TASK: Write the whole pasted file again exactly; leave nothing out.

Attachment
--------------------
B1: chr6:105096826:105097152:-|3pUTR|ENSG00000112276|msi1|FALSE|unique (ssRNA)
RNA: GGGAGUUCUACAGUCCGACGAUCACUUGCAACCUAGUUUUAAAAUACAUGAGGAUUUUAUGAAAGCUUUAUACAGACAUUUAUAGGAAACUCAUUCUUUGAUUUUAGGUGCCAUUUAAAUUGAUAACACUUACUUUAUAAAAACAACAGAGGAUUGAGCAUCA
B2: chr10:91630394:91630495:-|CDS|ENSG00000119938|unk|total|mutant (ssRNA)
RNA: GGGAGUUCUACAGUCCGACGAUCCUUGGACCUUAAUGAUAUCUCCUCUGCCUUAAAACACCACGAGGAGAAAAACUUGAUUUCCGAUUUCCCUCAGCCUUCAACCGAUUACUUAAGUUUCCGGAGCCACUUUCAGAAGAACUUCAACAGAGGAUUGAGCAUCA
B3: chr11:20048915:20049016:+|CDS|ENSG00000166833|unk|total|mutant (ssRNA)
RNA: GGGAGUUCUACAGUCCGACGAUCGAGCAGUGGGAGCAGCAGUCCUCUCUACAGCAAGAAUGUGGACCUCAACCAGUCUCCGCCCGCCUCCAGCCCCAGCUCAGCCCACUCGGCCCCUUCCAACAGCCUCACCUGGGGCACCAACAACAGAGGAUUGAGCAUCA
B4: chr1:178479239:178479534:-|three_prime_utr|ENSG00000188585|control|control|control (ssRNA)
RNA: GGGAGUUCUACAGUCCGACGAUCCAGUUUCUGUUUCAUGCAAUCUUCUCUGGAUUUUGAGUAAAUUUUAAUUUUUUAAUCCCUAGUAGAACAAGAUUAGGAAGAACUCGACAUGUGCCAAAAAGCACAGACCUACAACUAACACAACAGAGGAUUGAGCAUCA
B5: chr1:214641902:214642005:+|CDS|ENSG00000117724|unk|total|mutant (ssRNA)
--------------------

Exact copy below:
B1: chr6:105096826:105097152:-|3pUTR|ENSG00000112276|msi1|FALSE|unique (ssRNA)
RNA: GGGAGUUCUACAGUCCGACGAUCACUUGCAACCUAGUUUUAAAAUACAUGAGGAUUUUAUGAAAGCUUUAUACAGACAUUUAUAGGAAACUCAUUCUUUGAUUUUAGGUGCCAUUUAAAUUGAUAACACUUACUUUAUAAAAACAACAGAGGAUUGAGCAUCA
B2: chr10:91630394:91630495:-|CDS|ENSG00000119938|unk|total|mutant (ssRNA)
RNA: GGGAGUUCUACAGUCCGACGAUCCUUGGACCUUAAUGAUAUCUCCUCUGCCUUAAAACACCACGAGGAGAAAAACUUGAUUUCCGAUUUCCCUCAGCCUUCAACCGAUUACUUAAGUUUCCGGAGCCACUUUCAGAAGAACUUCAACAGAGGAUUGAGCAUCA
B3: chr11:20048915:20049016:+|CDS|ENSG00000166833|unk|total|mutant (ssRNA)
RNA: GGGAGUUCUACAGUCCGACGAUCGAGCAGUGGGAGCAGCAGUCCUCUCUACAGCAAGAAUGUGGACCUCAACCAGUCUCCGCCCGCCUCCAGCCCCAGCUCAGCCCACUCGGCCCCUUCCAACAGCCUCACCUGGGGCACCAACAACAGAGGAUUGAGCAUCA
B4: chr1:178479239:178479534:-|three_prime_utr|ENSG00000188585|control|control|control (ssRNA)
RNA: GGGAGUUCUACAGUCCGACGAUCCAGUUUCUGUUUCAUGCAAUCUUCUCUGGAUUUUGAGUAAAUUUUAAUUUUUUAAUCCCUAGUAGAACAAGAUUAGGAAGAACUCGACAUGUGCCAAAAAGCACAGACCUACAACUAACACAACAGAGGAUUGAGCAUCA
B5: chr1:214641902:214642005:+|CDS|ENSG00000117724|unk|total|mutant (ssRNA)